It was developing into an obsession with me. I had to know. I finally just blurted that out one night when we were standing at the door of the motel room where she was staying.
“Frieda Fay, you probably won’t believe this, but I really like having dinner with you. You’re not the same person as you were in high school, but the thing is, I don’t think you’re really the person I’m seeing either and it’s driving me crazy. I know it’s sticking my nose where it doesn’t belong, but I can’t help it. I know there’s more to you than you tell me, and I want to find the rest about what I’ve realized is a very sensitive and very talented woman.”
Frieda Fay looked at her feet.
“I’ve never let anybody see who I really am. In high school, it was too embarrassing, and now…the only two people in my life who ever understood were Debbie and Brittany, and that was because they were like me. You’re not like me, not at all. Neither is anybody else. You’d just think I’m weird or maybe even crazy.”
I gently lifted Frieda Fay’s chin so I could see her eyes, and once I did, I saw her eyes had tears in them.
“Frieda Fay, I think I’ve learned enough about you that if you were crazy, I’d know that by now. You’re not crazy, and as for being weird, we’re all a little weird in some ways. The fact that you’re different is one of the reasons I keep asking you out.”
“What’s the other reason? It’s what Mom always told me, isn’t it?”
I shook my head.
“Frieda Fay, the other reason is I like you, that’s all. I don’t know what your mother told you, but I just like you and I want to meet the real Frieda Fay.”
Frieda Fay wiped her eyes but she still looked like she was about to cry.
“I can’t tell you who she is. I’ll have to show you my other paintings. You still won’t understand, but I’ll show them to you if you still want that.”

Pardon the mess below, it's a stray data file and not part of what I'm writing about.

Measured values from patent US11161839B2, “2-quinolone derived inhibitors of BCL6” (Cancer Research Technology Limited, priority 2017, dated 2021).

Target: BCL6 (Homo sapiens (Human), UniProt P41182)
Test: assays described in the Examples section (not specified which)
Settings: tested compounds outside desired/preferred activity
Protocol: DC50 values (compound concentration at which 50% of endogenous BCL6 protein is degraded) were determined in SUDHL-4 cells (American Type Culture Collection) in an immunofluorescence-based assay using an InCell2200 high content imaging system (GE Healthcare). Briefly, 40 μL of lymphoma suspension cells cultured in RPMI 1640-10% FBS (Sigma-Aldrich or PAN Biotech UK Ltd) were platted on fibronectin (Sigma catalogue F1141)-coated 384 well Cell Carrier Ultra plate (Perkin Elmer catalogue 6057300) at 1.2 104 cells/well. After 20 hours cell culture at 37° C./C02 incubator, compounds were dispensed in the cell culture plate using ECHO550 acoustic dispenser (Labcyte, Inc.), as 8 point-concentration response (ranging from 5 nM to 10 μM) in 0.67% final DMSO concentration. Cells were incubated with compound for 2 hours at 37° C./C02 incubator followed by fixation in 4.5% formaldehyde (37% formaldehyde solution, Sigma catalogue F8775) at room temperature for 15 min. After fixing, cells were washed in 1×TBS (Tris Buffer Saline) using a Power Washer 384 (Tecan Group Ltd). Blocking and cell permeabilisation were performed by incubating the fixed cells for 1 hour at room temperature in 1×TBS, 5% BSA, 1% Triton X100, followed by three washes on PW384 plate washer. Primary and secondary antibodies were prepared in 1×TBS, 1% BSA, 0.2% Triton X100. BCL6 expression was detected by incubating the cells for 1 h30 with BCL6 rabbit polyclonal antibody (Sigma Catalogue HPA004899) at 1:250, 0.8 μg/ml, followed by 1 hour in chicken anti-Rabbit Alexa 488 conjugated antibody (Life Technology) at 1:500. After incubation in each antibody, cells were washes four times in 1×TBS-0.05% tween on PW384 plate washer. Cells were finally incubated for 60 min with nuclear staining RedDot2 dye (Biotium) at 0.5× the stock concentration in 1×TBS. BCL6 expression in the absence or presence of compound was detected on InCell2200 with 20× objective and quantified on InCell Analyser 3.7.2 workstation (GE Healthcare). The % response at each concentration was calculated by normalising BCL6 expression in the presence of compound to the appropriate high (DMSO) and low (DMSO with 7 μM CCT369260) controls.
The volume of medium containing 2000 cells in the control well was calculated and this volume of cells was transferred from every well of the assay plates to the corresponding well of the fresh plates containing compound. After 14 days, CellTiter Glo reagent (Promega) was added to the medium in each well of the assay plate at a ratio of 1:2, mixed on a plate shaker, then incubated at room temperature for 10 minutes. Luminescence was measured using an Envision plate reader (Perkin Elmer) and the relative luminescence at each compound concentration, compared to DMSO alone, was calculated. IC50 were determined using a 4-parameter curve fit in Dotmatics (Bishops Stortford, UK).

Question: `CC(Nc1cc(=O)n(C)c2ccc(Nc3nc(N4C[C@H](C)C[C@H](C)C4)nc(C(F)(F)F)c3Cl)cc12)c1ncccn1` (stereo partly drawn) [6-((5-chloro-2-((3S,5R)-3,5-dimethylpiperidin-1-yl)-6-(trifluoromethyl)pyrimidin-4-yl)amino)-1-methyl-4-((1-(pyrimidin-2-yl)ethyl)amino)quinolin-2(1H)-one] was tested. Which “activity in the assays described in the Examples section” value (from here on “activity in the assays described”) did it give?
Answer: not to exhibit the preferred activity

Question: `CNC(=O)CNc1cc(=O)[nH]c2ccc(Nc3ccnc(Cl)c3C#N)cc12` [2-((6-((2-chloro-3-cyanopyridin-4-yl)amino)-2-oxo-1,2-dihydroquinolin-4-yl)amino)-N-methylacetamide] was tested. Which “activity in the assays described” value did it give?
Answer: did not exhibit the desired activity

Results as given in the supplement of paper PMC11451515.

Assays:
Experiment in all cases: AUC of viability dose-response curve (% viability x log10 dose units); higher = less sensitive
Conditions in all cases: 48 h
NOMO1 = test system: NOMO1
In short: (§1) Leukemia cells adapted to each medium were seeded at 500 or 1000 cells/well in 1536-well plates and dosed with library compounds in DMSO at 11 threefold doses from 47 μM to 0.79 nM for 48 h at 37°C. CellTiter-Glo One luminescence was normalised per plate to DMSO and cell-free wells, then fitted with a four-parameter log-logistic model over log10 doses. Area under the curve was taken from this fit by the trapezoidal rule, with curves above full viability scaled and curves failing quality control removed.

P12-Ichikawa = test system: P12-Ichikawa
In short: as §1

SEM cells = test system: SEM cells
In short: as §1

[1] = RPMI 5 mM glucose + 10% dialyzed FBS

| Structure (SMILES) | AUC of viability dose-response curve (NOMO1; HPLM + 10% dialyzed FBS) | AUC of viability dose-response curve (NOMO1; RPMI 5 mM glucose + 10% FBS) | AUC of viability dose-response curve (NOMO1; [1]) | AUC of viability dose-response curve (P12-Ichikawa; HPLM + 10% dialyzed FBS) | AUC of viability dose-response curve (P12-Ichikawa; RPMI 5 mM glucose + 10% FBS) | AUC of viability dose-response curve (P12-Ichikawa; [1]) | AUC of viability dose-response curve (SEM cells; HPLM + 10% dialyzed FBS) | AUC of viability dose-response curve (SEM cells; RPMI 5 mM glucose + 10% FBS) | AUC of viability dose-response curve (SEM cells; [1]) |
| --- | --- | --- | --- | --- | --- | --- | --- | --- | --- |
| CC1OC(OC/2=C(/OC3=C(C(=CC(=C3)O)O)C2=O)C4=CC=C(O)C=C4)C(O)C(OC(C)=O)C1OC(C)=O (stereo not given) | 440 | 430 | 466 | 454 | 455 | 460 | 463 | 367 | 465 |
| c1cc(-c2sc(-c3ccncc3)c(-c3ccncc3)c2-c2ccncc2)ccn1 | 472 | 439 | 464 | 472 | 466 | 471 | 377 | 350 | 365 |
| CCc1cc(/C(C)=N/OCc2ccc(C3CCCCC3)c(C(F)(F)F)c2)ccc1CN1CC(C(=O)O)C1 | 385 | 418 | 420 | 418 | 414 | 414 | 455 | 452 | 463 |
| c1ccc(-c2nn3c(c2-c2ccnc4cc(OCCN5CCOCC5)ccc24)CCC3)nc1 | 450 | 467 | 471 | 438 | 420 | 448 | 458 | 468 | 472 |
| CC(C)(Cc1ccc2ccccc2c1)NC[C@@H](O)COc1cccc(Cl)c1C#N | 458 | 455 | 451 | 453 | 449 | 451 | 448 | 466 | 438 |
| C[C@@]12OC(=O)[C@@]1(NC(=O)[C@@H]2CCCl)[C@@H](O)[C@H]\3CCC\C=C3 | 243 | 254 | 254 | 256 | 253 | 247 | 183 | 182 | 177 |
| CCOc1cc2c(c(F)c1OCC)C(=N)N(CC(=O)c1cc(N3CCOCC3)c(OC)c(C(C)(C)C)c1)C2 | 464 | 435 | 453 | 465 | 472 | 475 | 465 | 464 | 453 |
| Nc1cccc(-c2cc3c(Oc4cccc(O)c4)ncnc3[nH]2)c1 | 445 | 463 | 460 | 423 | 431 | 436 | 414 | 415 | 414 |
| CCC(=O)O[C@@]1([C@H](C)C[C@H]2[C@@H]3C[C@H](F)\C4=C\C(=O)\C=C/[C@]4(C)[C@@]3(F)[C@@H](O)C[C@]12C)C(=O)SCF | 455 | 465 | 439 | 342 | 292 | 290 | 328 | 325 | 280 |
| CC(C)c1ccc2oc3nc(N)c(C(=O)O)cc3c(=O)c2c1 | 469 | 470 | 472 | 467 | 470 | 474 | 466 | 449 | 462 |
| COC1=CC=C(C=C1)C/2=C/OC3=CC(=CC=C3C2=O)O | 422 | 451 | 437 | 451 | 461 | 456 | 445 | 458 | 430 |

That Friday afternoon, I helped Frieda Fay load her van with all the paintings that hadn’t sold, and then followed her out of town. She’d seemed quieter than usual when we loaded everything. She just looked at me and said, “It’ll take us about half an hour to get there. If I lose you, just stay on the interstate until you come to Exit 284. Get off and I’ll be waiting for you after you make the left turn onto Highway 6”.
I didn’t lose her, and after about five miles down Highway 6, Frieda Fay turned onto a gravel lane through a thick stand of trees. That gravel lane wound around for about a quarter of a mile and then stopped in front of an old, rambling farmhouse. I saw chickens scratching in the grass beside the front door, and in a pen beside the small barn were a couple of goats.
Frieda Fay drove up to the front door, stopped, and got out. When I walked up beside her, she smiled.
“This is where I live. I wanted a place like Brittany has so I could be alone. I paint better when I’m by myself.”
Frieda Fay unlocked the front door and then led me inside to her living room. It looked about like any other living room I’d ever been in except there wasn’t much furniture. She had a couch and a chair, a coffee table, and a couple end tables by the couch. On the wall opposite the door was a fireplace, but it didn’t look like she’d ever used it.
Frieda Fay put down her purse and then asked if I’d help her get her paintings inside.